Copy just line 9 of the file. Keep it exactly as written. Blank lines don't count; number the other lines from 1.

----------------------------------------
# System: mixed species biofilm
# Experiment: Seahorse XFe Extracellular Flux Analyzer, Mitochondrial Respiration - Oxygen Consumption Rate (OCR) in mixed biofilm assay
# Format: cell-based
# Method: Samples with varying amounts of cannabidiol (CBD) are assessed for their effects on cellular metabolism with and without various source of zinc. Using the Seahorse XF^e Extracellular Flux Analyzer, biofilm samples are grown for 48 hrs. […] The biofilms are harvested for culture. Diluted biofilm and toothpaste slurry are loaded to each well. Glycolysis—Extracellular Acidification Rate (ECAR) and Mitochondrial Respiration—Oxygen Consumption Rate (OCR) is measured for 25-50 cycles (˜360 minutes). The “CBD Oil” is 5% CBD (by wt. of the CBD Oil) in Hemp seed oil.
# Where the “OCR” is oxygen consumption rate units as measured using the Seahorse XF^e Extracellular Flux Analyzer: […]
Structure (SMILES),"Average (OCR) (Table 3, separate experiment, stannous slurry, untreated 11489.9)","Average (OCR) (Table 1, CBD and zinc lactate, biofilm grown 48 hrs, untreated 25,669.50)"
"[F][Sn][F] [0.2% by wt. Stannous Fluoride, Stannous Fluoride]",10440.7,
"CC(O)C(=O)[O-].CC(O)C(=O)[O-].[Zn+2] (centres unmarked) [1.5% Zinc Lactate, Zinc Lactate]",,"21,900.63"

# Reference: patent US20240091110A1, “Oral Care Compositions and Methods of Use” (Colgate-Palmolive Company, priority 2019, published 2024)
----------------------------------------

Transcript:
# Reference: patent US20240091110A1, “Oral Care Compositions and Methods of Use” (Colgate-Palmolive Company, priority 2019, published 2024)